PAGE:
Surfactant Deficiency Disease



  • Surfactant deficiency disease (SDD) favored term

    • a.k.a. respiratory distress syndrome & hyaline membrane disease (archaic)

  • Common lung disease occurring in premature infants due to lack of surfactant

  • Microatelectasis & abnormal pulmonary compliance are hallmarks of disease


  • Premature infants < 32-week gestation at risk

  • Initial findings are low lung volumes & diffuse granular opacities

  • Signs of tension (lung collapse, mediastinal shift) less likely if pneumothorax develops (due to ↓ lung compliance)

  • High incidence of patent ductus arteriosus, leading to pulmonary edema (“whiteout” of lungs with cardiomegaly)

  • Bronchopulmonary dysplasia (BPD) eventually occurs in 17-55% of premature infants


  • Surfactant normally coats alveoli & ↓ surface tension, allowing alveoli to stay open

    • Prematurity-related SDD: Immature type II pneumocytes cannot produce sufficient surfactant

    • Secondary SDD: Surfactant deactivation from meconium aspiration or infection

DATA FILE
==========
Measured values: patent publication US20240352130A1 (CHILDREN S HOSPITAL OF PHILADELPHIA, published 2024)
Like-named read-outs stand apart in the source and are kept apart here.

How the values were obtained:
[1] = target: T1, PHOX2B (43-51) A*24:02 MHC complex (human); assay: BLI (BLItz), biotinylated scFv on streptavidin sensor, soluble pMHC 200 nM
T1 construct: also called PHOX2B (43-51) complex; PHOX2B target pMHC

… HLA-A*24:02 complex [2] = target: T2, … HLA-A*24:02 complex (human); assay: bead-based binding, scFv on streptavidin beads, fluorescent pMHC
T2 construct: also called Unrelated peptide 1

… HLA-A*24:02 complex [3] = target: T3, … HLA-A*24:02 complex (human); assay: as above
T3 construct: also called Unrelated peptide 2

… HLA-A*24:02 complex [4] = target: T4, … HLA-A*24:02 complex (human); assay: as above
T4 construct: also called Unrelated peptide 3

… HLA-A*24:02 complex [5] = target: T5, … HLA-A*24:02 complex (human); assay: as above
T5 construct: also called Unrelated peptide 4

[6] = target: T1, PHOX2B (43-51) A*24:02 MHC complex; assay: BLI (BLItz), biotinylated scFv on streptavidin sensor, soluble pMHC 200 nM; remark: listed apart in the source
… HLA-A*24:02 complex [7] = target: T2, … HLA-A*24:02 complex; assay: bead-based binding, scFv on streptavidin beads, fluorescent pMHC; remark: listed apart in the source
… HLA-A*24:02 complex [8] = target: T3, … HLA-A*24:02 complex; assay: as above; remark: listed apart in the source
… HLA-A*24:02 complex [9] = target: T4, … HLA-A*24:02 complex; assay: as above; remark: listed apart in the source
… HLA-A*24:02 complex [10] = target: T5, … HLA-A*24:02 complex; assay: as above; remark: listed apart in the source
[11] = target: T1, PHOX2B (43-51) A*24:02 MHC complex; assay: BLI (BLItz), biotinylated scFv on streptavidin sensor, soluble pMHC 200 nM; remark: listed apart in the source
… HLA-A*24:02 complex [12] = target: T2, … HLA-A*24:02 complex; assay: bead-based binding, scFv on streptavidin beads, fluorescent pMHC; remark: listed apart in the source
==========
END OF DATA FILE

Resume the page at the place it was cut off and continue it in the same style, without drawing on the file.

• Primary SDD: Dysfunctional surfactant due to abnormalities of 1 of several gene products

Clinical Issues

  • Respiratory distress, usually with history of prematurity

  • Acute complications: Alveolar rupture with barotrauma (pneumothorax, pneumomediastinum, PIE)

  • Chronic complications: BPD, ↑ incidence of sudden death

  • Treatment

    • Prenatal prevention (delay delivery, maternal steroids)

    • Surfactant administration

    • Mechanical ventilation + positive end-expiratory pressure

AP radiograph of the chest in a premature patient with surfactant deficiency disease (SDD) shows pulmonary hypoventilation & granular densities bilaterally.

AP radiograph of the chest in a premature neonate shows diffuse granular opacities with marked hyperinflation of the lungs. Although classically lung volumes are decreased in patients with SDD, artificial ventilation can make them hyperinflated, especially after surfactant administration.

AP radiograph of the chest in a 1 week old with SDD shows diffuse opacification of the lungs. This neonate's patent ductus arteriosus (PDA) had recently reversed direction due to decreasing pulmonary vascular resistance & was now causing pulmonary edema.

AP radiograph of the chest in the same patient shows increased aeration of the lungs after PDA ligation (with a surgical clip
now in place).



  • Surfactant deficiency disease (SDD) = lung disease of prematurity, respiratory distress syndrome, hyaline membrane disease (archaic)

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